Nino Ferrer – 1974 – Nino And Radiah

Nino & Radiah is the most elegant, relaxed and soulful approach to 70’s US groovy vibe/New Orleans funk made in France at that time. You can find here the members of LaFayette Afro-Rock Band  aka Ice , that got notoriety in the parisian music scene ( with…

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Nino & Radiah is the most elegant, relaxed and soulful approach to 70’s US groovy vibe/New Orleans funk made in France at that time.

You can find here the members of LaFayette Afro-Rock Band  aka Ice , that got notoriety in the parisian music scene ( with the producer Pierre Jaubert), Awesome band!
The wonderful Radiah Frye is gorgeous with that gentle nudity (in the original cover).

This is an incredibly solid piece of work. “Mint Julep” is a personal fave, although the motorcycle chase effects and murder mystery string section on “Looking For You” probably push it into the top spot as THE cut to send out to the aliens on a silver platter.

Hot Toddy” is probably the one that drags for me, but even there we have some ace musicianship. 
It’s pretty clear from the titles on this record that Nino and Radiah had a few beverages involved when putting this bad boy together. Players gotta play. 

This is a Must Have!
Nino Ferrer: Grande! & unforgettable genuine artist.

Tracks
A1 South 5:00
A2 Moses 4:45
A3 Vomitation 2:35
A4 Hot Toddy 8:30
B1 Mint Julep 4:05
B2 The Garden 4:20
B3 Looking For You 5:46
B4 New York 5:00

AllMusic Review by Quint Kik

Taking into account Nino Ferrer‘s personal view of his discography, the album Nino and Radiah should be perceived as his third album (although chronologically this was in fact number seven).  The album is partly named after Afro-American singer Radiah Frye, and her pinup presence flanking Ferrer substantially upgraded the original album cover. Accompanied by the Lafayette Afro Rock Band (aka Ice), Ferrer set out on yet another shape-shifting exercise.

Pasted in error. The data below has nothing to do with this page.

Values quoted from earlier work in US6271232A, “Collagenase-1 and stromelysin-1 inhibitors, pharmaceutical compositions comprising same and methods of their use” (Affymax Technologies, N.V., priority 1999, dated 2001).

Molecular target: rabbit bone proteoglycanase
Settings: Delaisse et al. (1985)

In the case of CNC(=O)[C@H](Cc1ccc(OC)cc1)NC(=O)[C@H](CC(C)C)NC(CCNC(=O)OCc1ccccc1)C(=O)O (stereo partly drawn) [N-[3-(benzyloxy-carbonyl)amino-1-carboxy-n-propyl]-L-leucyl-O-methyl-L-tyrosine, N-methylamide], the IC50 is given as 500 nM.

Building on the groovy vibe of Métronomie, the album ultimately steers toward majestically orchestrated, laid-back funk. Entirely different from his earlier take on Southern soul, the result requires several listenings before it gently entangles your subconscious and reveals its addictive qualities. Reminiscent of the New Orleans-inspired funk of Little Feat and California singer/songwriters from the same era, it’s perfect company for driving the French countryside or West Coast highways.

Just listen to this gem, to get in the mood

It was recorded in November 1973 and January 1974 ,and sung in English.  The song opening this album, South , will be reprinted in French, in 1975 , under the title Le Sud, sung by Nino Ferrer alone, while Radiah Frye dances on the music video of the song.

Ferrer’s longtime accomplice Bernard Estardy rearranged the track “South” adding some widescreen organ touches. The resulting “Le Sud” had huge commercial appeal, much to the chagrin of Ferrer: he felt the artistic compromise of aiming at chart success had rendered everything else on the album pointless in a similar way to what had happened previously to Métronomie and its leadoff track, “La Maison Près de la Fontaine“. However, the royalties did enable him to buy a 15th century fortress in the Quercy region, where he would retreat between albums and divide his time between his family and painting. “Le Sud”/”South” refers to a Louisiana-style mansion situated in Italy: a pleasant and idyllic place where the moody Ferrer seeks refuge from his dark side. Both versions serve as bookends to the album, which works best as a whole.

Still, standout tracks are the funky “Mint Julep” (a relative of the Mojito cocktail) with its fuzzy guitar and the lengthy but mesmerizing “Hot Toddy“. The Garden” with its lazy organ and the bongo-laden “New York” sound fairly close to what the French band Air would build an entire career on.

Remaining a relatively undiscovered gem, Nino and Radiah is in fact up there with classics like Melody Nelson and Polnareff’s

Finally, don’t sleep on this forgotten masterpiece

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